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Hemingway on Film

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moira finnie
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Hemingway on Film

Postby moira finnie » July 2nd, 2011, 11:58 am

Since today is being touted (if that is the correct word) all over the media as the 50th anniversary of Ernest Hemingway's death (at least that's how it seems on NPR, The New York Times and LA Times), I was wondering if others have a fondness or dislike for the many films made from the writer's books and stories. Like him or not for his often foolish public persona of adventurer-blowhard, it was his spare prose, forceful characters and beautifully rendered settings that helped to define what used to be called "serious writing."

Below is a list of the major productions associated with the writer between 1932 and 1964. Not all of them are good, but a few may be great. Which of these do you think should be destined for the recycling bin? Are any of these movies that you'd like to recommend to others? Why did they impress you? Are there any Hemingway stories that you wish had been filmed?

Thanks in advance for any responses.

Image
Requiscat in Pacem, Ernie.

A Farewell to Arms (1932)
For Whom the Bell Tolls (1943)
To Have and Have Not (1944)
The Killers (1946)
The Macomber Affair (1947)
Under My Skin (1950)
The Breaking Point (1950)
The Snows of Kilimanjaro (1952)
The Sun Also Rises (1957)
A Farewell to Arms (1957)
The Gun Runners (1958)
The Old Man and the Sea (1958)
Hemingway's Adventures of a Young Man (1962)
The Killers (1964)
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Re: Hemingway on Film

Postby Gary J. » July 3rd, 2011, 12:01 pm

I could comment on these films as 'films' but not in relation to Hemingway since I am not a student of his writing (That would had been my dad). From what I have read through the years, however, it seems that FOR WHOM BELLS TOLL, SNOWS OF KILIMANJARO and SUN ALSO RISES best represent Hemingway's philosophy, as transferred to film. And we all know that TO HAVE AND HAVE NOT is pure Hollywood, has nothing to do with Hemingway and is one of the greatest movies of the Forties.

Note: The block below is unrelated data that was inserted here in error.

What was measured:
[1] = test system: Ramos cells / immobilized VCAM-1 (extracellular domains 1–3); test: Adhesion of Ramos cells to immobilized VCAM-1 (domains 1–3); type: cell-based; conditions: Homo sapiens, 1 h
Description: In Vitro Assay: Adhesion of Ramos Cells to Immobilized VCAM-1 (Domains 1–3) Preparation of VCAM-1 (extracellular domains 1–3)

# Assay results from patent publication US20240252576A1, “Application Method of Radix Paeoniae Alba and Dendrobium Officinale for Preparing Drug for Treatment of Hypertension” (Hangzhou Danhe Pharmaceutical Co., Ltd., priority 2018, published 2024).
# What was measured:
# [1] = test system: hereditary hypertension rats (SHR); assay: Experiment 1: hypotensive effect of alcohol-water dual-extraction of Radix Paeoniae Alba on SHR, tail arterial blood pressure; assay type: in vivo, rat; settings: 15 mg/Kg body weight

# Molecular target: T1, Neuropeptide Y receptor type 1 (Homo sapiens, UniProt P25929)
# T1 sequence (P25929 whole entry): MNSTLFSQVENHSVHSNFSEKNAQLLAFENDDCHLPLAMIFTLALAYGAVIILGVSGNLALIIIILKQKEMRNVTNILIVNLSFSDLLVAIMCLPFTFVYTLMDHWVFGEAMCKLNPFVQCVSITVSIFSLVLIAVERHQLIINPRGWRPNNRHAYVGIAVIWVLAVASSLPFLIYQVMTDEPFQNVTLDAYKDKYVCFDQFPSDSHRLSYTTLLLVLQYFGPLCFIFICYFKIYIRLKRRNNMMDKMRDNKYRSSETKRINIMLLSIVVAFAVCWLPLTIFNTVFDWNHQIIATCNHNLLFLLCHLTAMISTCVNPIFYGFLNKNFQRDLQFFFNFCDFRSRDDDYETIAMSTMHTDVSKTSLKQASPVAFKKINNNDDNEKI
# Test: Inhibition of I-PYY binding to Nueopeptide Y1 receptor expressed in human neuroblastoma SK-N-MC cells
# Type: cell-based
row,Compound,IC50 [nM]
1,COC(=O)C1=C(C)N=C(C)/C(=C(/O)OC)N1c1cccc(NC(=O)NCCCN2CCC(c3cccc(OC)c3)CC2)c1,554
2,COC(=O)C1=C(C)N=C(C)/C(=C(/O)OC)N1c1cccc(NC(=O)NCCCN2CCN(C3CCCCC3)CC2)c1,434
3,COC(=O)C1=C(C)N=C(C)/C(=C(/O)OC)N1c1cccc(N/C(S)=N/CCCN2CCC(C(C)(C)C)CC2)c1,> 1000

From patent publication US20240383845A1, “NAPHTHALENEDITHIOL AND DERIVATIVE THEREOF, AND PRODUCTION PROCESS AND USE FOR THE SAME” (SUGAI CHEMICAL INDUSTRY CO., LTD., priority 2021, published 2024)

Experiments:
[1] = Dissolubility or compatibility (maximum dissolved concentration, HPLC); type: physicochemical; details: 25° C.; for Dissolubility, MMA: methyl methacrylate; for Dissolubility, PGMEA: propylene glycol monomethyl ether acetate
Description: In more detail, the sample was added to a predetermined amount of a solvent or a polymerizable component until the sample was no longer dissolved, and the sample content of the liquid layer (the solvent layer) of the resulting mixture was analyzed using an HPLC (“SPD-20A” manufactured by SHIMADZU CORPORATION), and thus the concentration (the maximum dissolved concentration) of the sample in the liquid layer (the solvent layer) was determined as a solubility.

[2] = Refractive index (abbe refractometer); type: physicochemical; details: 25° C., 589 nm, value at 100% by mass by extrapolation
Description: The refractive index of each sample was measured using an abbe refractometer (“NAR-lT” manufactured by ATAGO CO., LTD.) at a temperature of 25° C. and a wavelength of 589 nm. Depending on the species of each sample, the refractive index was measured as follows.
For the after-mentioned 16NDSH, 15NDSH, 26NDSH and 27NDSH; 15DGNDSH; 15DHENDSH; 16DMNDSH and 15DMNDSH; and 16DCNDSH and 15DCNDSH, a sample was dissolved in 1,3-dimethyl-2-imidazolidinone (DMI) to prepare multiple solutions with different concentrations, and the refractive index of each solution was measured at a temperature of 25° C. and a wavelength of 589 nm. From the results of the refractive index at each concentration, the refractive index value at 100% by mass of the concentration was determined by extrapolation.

I'm sure this will be of no help to you, Moira.
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Re: Hemingway on Film

Postby charliechaplinfan » July 3rd, 2011, 1:50 pm

It's years since I saw For Whom The Bell Tolls but I remember liking the story and especially Ingrid's performance. I love To Have and Have Not but my especial favorite is Farewell to Arms 1932. Am I right in saying that Cooper was Hemingway's favorite leading man? I've read a couple of his books, A Farewell to Arms is reasonably true to the original story. I haven't seen the others, the one I'd like to watch more than the others is The Sun Also Rises for the casting alone.
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Re: Hemingway on Film

Postby stuart.uk » July 3rd, 2011, 1:58 pm

I maybe the only living sole who prefered the later A Farewell To Arms than the earlier version, as I felt a large chunk was left out of the original.

In Snows Of Killimanjaro I felt Ava Gardner was the great love of Gregory Pecks life, but as a couple they had little in common. However, while they argued I felt his marraige to Susan Hayword worked more on a pratical level, as she enjoyed big game hunting as much as her husband

I prefered Ingrid's action heroine in both The Inn Of The Sixth Happiness and The Yellow Rolls Royce than the war-time character she played in For Whom The Bells Toll